It is rare for a university to find itself at the center of a national political scandal but the University of Delaware is being pummeled over its refusal to release possible documents related to allegation of sexual assault against former Vice President Joe Biden. Biden, who graduated from the school and served as Delaware’s senator, gave his paper from the Senate to the university in 2011. Among the papers may be the formal complaint filed by former Biden Senate staffer, Tara Reade. However, the university is refusing to release the papers. Papers like the Washington Post have called on Biden to release all of the personnel papers. Years ago, I wrote an academic paper criticizing this control of presidential and official papers – contesting the view of politicians that these papers are personal property. I also testified in Congress against this classification of official papers as personal property. As discussed in earlier columns, this is an example of how abusive this approach can be.
In yesterday’s press conference, President Donald Trump said that Harvard University “is going to pay back the money and they shouldn’t be taking it.” Harvard however says that it intends to keep the money. That will set off an interesting legal fight, which could ultimately cost much of the grant’s worth in legal fees. Update: Harvard is now reportedly not going to seek or accept stimulus money. Continue reading “Phi Beta Casha: Harvard Vows To Keep Stimulus Money . . . Then Vows Not To [Updated]”
I often post critical or cautionary columns about the erosion of free speech on our college campuses. It is a pleasure to be able to raise a positive development. One such story is out of Florida State University which has removed five policies that “clearly and substantially” undermine free speech. The University of Florida has also moved to rescind such anti-free speech measures.
By Darren Smith, Weekend Contributor
It is my analysis and view that Washington Governor Inslee’s declaration cancelling the entirety of the remaining school year under the rubric of the COVID-19 situation possibly violates the Washington State Constitution.
The state’s Supreme Court held in McCleary v. Washington that “The word “ample” in article IX, section 1 provides a broad constitutional guideline meaning fully, sufficient, and considerably more than just adequate.“Continue reading “WA Governor Inslee’s Order Cancelling Remaining School Year Possibly Unconstitutional”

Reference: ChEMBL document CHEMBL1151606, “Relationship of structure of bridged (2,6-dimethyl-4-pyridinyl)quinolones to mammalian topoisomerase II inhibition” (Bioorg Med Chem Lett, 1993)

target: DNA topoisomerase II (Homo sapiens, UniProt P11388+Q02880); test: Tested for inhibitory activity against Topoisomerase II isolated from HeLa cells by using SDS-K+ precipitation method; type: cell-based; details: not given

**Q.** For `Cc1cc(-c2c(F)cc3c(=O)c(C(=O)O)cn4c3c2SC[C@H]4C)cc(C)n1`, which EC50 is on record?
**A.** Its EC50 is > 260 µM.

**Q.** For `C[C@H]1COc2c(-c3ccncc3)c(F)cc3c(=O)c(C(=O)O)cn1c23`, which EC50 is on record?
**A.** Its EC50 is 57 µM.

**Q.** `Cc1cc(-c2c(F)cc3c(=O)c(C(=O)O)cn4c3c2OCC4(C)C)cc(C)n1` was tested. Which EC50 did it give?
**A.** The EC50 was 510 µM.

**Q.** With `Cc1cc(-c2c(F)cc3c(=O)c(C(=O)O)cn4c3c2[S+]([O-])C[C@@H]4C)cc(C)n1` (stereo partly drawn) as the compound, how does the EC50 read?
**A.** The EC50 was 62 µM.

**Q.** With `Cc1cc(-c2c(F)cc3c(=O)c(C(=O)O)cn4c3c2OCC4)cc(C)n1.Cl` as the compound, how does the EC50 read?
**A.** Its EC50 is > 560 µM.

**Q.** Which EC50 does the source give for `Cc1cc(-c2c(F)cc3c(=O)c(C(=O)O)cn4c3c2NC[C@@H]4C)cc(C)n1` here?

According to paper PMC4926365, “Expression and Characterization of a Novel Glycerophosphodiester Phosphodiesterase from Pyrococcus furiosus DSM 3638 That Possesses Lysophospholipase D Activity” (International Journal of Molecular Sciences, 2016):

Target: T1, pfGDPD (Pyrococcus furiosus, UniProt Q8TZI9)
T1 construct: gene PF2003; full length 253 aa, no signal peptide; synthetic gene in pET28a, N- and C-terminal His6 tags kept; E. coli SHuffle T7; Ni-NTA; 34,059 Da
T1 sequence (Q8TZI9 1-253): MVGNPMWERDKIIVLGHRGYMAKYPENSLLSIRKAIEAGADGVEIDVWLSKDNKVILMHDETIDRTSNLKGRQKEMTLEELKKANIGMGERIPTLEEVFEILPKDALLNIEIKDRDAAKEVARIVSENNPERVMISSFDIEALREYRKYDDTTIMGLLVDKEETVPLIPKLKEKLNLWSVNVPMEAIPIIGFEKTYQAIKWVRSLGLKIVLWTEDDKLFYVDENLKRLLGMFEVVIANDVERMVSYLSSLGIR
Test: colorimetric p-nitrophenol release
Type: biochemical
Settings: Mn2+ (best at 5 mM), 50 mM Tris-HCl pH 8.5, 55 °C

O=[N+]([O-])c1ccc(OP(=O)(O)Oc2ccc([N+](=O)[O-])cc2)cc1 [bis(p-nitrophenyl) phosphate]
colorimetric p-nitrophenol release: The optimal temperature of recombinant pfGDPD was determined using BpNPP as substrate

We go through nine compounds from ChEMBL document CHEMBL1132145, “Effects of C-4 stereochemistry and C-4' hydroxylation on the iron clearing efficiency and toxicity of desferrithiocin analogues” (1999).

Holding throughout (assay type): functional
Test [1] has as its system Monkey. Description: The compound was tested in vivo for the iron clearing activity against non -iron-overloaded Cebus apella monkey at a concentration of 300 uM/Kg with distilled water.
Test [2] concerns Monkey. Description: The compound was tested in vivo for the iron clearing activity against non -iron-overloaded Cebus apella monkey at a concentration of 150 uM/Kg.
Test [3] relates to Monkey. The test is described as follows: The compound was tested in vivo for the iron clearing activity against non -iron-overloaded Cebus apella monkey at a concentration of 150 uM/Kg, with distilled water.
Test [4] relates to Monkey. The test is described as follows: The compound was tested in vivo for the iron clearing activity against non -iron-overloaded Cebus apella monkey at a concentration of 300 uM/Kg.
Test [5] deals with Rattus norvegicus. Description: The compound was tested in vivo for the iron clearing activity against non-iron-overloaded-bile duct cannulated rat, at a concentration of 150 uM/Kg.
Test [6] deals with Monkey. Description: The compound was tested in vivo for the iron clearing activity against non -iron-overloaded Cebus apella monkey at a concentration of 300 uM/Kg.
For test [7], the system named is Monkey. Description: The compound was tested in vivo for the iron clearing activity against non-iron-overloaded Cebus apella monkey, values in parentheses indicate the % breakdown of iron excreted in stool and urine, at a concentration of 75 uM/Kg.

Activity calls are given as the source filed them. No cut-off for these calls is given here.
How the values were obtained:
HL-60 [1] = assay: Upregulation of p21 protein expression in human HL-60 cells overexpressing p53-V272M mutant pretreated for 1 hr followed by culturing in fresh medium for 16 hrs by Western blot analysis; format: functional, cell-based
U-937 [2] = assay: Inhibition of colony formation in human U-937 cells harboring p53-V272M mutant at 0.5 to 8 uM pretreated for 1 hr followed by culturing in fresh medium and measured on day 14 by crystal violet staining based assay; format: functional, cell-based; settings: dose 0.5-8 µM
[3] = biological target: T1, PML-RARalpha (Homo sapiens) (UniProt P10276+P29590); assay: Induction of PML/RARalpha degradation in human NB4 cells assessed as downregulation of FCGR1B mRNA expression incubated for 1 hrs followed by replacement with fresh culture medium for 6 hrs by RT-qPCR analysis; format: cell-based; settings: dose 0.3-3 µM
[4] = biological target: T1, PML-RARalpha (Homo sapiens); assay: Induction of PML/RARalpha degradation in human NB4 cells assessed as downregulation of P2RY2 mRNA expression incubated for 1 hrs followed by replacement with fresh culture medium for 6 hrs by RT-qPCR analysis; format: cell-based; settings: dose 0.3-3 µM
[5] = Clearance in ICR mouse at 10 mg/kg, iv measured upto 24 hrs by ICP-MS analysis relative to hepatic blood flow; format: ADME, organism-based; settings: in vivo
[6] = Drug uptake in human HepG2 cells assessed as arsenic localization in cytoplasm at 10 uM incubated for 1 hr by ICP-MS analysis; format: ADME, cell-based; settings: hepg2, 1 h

In any crisis, a strange array of crimes emerge that are shaped by the crisis. We have already discussed a variety of pandemic crimes from assaults over social distancing rules to coughing on vegetables to attempts to surpass purchasing rules. There have also been murder-suicides with people who feared that they had the virus. With business burglaries up 75 percent in New York, some crimes are merely opportunistic and predictable while others add a level of depravity that is especially shocking. Wisconsin now has a particularly sad and bizarre murder to add to this list. A doctor and her husband were apparently dragged from their home and executed in March. One of the two suspects is the boyfriend of their daughter. Dr. Beth Potter, 52, and husband Robin Carre, 57, had paid for their daughter, Miriam (“Mimi’) Carre, and her reported boyfriend to Khari Sanford, 18, (left) to live in a separate apartment to protect against the spread of coronavirus (due to an underlying health condition). Potter was a professor at the University of Wisconsin and her death has shocked the academic community as well as the community at large. Sanford and his friend, Ali’jah Larrue, 18, (right) are now charged in the murder and police say that the daughter’s account stands contradicted on Sanford’s whereabouts at the time of the crime. ABC News has reported that bail is set at $1 million.Continue reading ““I Swear I Hit Them”: Wisconsin Doctor and Spouse Allegedly Executed By Boyfriend of Daughter”
We have been discussing the growing intolerance for free speech on our campuses and the ever-expanding scope of both hate speech and “microaggression” definitions. Now, College Pulse has released a survey of 2,000 college students that finds six out of ten view offensive jokes to be hate speech — a view shared by many European countries which now regularly prosecuted people for such jokes.Continue reading “No Joking Matter: Survey Finds Six Out Of Ten Students View Offensive Jokes As “Hate Speech””